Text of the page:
A Trinity of Wholeness: Contemplation, Action, and Healing | Sojourners

A Trinity of Wholeness: Contemplation, Action, and Healing

Healing is part of an essential Trinitarian process of being — and to find healing, one needs a deep spiritual rootedness, which some call the contemplative spiritual path (or deep communion with God).

The core of the contemplative path is not just an individualistic process; it is about being a deeper part of the communal human family through the action of how we live out a just and radical spiritual truth, as Christianity was founded in the radical and revolutionary path of Jesus. The root of the Jesus story, of "becoming" his calling and path, is inherently about the integration of contemplation, action, and healing.

Jesus went into the desert deeply seeking the intimate heart of God. He journeyed through a dark night of the soul and into the testing of all his human provocations to finally embrace his own truth. In deep prayer and mystical revelation of God he found his calling, accepted his path, and came out into the world to enact radical and revolutionary justice, and to offer healing to the world.

We are not called into the desert just for ourselves, or just for our own experience of God. Likewise, we are not called to do radical justice without the deep spiritual intimacy in relationship with God that holds us together for the mission of organizing and activism. Neither center can hold — neither deep relationally with God or radical justice-seeking — without our ability to look at our broken places and find space to heal them, in ourselves and in communion with each other.

This trinity of wholeness provides a synchronized spiritual and emotional chemistry to help us sustain ourselves — for the pain of life, the grief of loss, and most definitely for the arduous path of organizing and activism. It is also not a solitary individualistic practice to find this balance.

We have become reliant on words like "self-care," which often become a mandate for solitary practice, sought out by an individual, and done in isolation. This is both counterintuitive to the communal nature of organizing and counter to the abundance of spiritual life. We are meant to be in community with each other — something often lost in our Western conception of society, where the self is both meant to strive individually and also mend individually.

Self-care that is done in a silo becomes a Band-Aid for greater pain that cannot be mended or healed by a single trip for a massage or nail appointment or walk in the woods. Although these things are beautiful care practices, and are certainly starting points to a rhythm of life that offers deeper healing, they are not the depth in and of themselves. When we send people off alone to do one-off self-care, we also set them up for failure. I have met so many activists who feel burned out, who have tried individual plans of self-care and felt deep shame and disappointment that within a short time they are exhausted and short-fused again.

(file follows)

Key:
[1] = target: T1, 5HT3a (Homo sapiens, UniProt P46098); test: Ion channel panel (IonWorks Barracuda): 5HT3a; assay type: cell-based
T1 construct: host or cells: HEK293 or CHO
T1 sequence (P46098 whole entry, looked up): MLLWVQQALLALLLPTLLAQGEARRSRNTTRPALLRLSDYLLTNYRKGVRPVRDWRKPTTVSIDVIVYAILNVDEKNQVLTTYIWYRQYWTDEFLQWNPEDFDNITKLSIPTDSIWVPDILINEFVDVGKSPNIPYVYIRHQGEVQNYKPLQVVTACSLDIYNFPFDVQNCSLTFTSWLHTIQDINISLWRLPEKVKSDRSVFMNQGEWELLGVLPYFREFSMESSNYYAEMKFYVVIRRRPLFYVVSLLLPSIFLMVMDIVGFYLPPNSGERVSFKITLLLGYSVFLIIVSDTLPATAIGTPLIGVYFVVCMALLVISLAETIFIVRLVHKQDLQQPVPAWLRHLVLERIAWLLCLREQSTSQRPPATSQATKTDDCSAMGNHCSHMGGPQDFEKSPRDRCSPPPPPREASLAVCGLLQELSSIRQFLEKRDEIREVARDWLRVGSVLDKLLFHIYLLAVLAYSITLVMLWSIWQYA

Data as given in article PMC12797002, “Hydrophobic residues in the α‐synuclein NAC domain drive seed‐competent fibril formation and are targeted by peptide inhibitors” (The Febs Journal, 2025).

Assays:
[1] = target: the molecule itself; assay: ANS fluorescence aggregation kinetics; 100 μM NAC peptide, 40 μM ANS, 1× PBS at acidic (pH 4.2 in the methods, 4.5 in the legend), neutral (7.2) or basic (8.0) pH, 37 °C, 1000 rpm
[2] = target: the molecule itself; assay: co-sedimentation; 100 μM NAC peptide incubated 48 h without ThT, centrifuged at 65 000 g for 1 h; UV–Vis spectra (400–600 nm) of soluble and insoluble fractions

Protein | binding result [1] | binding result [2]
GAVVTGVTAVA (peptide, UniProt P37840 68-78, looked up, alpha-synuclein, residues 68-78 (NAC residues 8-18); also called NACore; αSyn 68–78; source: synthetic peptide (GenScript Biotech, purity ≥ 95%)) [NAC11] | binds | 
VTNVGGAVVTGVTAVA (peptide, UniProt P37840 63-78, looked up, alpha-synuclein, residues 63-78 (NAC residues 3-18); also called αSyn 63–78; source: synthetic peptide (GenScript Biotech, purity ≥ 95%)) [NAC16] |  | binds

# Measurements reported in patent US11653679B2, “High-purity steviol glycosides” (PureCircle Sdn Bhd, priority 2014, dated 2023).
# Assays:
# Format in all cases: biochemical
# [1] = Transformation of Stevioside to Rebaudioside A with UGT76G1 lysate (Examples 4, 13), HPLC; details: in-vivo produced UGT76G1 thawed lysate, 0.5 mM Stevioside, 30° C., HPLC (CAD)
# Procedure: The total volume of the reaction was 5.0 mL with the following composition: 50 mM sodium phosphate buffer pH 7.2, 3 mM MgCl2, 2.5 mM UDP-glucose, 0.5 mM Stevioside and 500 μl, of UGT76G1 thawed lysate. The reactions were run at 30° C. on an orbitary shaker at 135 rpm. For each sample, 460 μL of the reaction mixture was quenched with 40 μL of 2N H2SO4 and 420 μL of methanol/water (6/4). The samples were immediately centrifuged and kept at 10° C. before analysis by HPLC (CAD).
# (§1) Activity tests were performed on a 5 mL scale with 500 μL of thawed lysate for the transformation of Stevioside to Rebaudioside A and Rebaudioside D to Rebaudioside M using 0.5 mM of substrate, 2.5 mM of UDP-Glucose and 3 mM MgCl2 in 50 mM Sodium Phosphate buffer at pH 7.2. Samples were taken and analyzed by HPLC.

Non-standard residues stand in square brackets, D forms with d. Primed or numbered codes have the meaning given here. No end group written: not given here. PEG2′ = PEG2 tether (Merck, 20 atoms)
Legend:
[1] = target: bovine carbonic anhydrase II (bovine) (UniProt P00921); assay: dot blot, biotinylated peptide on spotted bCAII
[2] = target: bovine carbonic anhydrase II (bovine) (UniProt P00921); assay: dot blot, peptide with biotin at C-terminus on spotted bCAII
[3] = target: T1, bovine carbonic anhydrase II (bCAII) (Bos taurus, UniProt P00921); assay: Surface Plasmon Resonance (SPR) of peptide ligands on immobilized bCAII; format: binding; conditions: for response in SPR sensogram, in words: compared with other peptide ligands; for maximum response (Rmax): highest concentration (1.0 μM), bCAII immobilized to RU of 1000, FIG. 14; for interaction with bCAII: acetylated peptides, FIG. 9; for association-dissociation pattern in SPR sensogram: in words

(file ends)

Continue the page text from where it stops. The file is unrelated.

Why can we imagine that faith worship happens in community, activism happens in community, yet healing should be siloed to independent self-care practices done alone? Deep healing also requires the resources of deep spirituality and deep community — rituals and practices that can be done alone but also shared, and become part of a larger rhythm of life that is beyond one practice and becomes a network of ways of being which move with us in every breath and heartbeat.

In monastic communities (across contemplative traditions and religions) the key to practice is that it is just that: a practice that becomes part of the daily rhythm of life. Often at its base this is 20 minutes of contemplative meditation morning and night. Finding elements of calm, restoration, and spiritual daily connection with God — that are not about the "doing" of life but the "being" with God — is an essential foundation of this healing rhythm.

Monastic communities also are built on a rhythm that is mirrored by and shared with our communities. How do our deep spiritual practices become part of our communities? How can we imagine our spiritual practices being part of our activism? What would it look like for communal healing ritual to be a part of the rhythm of organizing and a way to move through the hardest moments — shared together on the frontlines of justice?

We all have the capacity to heal, but we cannot do it alone. We need deep spiritual resources and communion with God, and we need our communities that we struggle alongside to also be space where we can find authenticity and vulnerability and dive deep into our spiritual and healing journey as well. This is how we make our path sustainable — individually and together.

Interested in more content like this? This article is part of our Faith in Action Newsletter. FIA is a monthly compilation of articles that empower people of faith to draw from a deep well and boldly advocate for a more just world. Subscribers receive monthly resources for prophetic preaching, practical insights for organizing, and reflections on spiritual leadership delivered to their e-mail. Subscribe here.